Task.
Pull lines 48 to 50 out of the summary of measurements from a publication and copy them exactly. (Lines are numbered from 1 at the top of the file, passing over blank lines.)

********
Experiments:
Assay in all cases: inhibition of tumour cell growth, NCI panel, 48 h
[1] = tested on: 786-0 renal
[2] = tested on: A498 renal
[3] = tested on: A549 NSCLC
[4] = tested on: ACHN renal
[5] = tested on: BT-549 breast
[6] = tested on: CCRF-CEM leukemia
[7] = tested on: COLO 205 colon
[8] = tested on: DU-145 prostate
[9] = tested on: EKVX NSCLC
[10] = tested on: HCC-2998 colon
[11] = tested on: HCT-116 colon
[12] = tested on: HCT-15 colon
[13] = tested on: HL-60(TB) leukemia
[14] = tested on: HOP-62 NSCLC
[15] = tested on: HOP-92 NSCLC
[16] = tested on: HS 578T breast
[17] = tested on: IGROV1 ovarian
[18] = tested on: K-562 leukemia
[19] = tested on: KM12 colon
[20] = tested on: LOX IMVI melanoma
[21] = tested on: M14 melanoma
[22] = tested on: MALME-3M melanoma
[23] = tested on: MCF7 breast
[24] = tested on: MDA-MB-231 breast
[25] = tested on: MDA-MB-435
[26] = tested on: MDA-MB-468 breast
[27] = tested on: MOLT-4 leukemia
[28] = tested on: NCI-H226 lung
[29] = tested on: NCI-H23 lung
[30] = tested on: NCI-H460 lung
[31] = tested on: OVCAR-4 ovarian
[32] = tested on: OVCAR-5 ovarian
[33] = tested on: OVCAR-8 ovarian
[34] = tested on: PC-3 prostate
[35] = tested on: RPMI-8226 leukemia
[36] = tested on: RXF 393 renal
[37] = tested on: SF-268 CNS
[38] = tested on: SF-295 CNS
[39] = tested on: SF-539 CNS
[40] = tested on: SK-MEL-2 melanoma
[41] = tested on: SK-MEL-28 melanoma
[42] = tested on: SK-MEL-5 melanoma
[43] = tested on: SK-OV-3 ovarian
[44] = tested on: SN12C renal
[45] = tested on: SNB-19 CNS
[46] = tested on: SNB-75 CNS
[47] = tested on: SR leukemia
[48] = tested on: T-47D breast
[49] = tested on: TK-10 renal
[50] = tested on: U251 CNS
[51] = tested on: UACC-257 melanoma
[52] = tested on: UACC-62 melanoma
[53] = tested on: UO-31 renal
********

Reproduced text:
[46] = tested on: SNB-75 CNS
[47] = tested on: SR leukemia
[48] = tested on: T-47D breast